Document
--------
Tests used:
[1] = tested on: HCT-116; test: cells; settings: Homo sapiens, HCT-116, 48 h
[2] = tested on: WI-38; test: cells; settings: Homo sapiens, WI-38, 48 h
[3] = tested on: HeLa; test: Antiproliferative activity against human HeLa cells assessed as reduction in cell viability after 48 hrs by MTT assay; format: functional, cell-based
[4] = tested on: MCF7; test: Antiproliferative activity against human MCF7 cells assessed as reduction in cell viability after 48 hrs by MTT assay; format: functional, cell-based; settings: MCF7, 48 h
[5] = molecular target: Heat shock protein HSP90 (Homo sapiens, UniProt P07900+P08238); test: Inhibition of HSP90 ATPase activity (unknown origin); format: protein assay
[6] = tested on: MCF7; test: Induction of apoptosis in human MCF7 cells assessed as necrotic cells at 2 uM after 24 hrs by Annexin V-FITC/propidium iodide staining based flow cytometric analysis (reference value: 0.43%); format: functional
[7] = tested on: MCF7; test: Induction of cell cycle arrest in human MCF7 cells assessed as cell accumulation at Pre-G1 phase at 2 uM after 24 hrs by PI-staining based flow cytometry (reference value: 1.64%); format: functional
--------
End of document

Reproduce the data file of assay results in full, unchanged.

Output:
Tests used:
[1] = tested on: HCT-116; test: cells; settings: Homo sapiens, HCT-116, 48 h
[2] = tested on: WI-38; test: cells; settings: Homo sapiens, WI-38, 48 h
[3] = tested on: HeLa; test: Antiproliferative activity against human HeLa cells assessed as reduction in cell viability after 48 hrs by MTT assay; format: functional, cell-based
[4] = tested on: MCF7; test: Antiproliferative activity against human MCF7 cells assessed as reduction in cell viability after 48 hrs by MTT assay; format: functional, cell-based; settings: MCF7, 48 h
[5] = molecular target: Heat shock protein HSP90 (Homo sapiens, UniProt P07900+P08238); test: Inhibition of HSP90 ATPase activity (unknown origin); format: protein assay
[6] = tested on: MCF7; test: Induction of apoptosis in human MCF7 cells assessed as necrotic cells at 2 uM after 24 hrs by Annexin V-FITC/propidium iodide staining based flow cytometric analysis (reference value: 0.43%); format: functional
[7] = tested on: MCF7; test: Induction of cell cycle arrest in human MCF7 cells assessed as cell accumulation at Pre-G1 phase at 2 uM after 24 hrs by PI-staining based flow cytometry (reference value: 1.64%); format: functional